Having an infant at home is perhaps the biggest test of one’s ability to “go with the flow.” My current MO is to expect nothing, but be prepared for windfall. You just never know when a two-hour bonus nap will grace a random Tuesday.
Today I experienced yet another reminder of how expectations often conflict with reality.
On the positive side, Saturday’s Art Walk was very successful. Not only did I sell more paintings than I had conservatively hoped to, but I have a potential commission as well. On the way to the event I reminded myself of the Aurelius quote and was determined to be positive about the event, come what may. Did my positive attitude perhaps affect sales? Who knows? But it didn’t hurt.
On the negative side, I had planned to get up this morning and finish a plein air painting I worked on yesterday. But brush fires have suddenly popped up in an area where friends and family are living. And although they are not in imminent danger and there is nothing we can do to help, the news and phone calls are enough of a distraction that I may not be able to make progress until tonight.
Cathy, there may not be a regular wage attached to your work now, but I’m assuming that you do want to profit from some aspect of your work at some point, so they need to be patient during this time. Regarding those nagging voices – do you find that they have repetitious harangues and almost get into “loops?” If so, I have a good way of dealing with them.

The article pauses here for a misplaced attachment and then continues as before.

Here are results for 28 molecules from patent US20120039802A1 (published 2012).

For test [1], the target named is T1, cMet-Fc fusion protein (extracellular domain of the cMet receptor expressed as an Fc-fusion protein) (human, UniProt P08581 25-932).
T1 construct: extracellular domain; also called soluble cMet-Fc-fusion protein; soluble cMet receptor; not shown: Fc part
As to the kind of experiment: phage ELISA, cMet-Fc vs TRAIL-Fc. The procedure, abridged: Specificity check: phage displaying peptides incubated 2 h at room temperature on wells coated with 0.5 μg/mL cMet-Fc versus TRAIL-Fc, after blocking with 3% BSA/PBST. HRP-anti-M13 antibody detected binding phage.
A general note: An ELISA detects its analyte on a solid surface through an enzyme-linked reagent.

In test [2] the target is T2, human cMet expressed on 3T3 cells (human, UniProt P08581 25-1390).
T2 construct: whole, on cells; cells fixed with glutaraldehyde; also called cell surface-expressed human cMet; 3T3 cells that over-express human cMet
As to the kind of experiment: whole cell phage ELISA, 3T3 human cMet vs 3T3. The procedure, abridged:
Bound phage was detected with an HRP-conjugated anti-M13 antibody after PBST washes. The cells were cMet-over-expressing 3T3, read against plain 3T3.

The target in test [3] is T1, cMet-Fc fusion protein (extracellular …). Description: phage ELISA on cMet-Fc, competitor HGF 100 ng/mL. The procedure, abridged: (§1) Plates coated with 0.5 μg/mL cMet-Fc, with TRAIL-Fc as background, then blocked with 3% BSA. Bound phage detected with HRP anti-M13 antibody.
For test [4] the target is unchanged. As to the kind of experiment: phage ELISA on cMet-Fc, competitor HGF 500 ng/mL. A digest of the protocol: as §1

Miranda, I hear you. That is why I had to wait until 5 years ago before revisiting my passion for art. Until our son graduated from high school there were always games, activities, projects, and so on, not to mention aging parents. You have to make the most of the mini moments, yes.
thanks, karen, i got a good handle on those voices some time ago with meditation and counter thoughts. sometimes they do creep back, but aren’t nearly as viciously in the loop as once they were. a lot is just my own guilt as we live very hand to mouth at the moment.
although, i’m sure there are many of us here who would love to see a blog from you on how to cope with the voices!
my mil lives with us and is of a very practical mind. she doesn’t generally say ‘get a job’, but she can do more with a look or anti-look than most. lol! conversely, her husband was an artist who put it aside for many years, but who blossomed as an artist in his last 2 years while he battled cancer (time to hold paintbrush rather than a hammer while getting chemo), and in his last months had a huge gallery show. so i think she can see and has respect for the artistic process and what it means for the artist on some level.
as long as i keep producing pages and talk about networking for children’s publishers, i think we’re all ok with it, but it can still be a daily struggle.
ooo, ooo, who said , “Art is always a risk?” i think it’s an old quote, but was in that little clip miranda posted and restated by the children of one mother who is living by her art.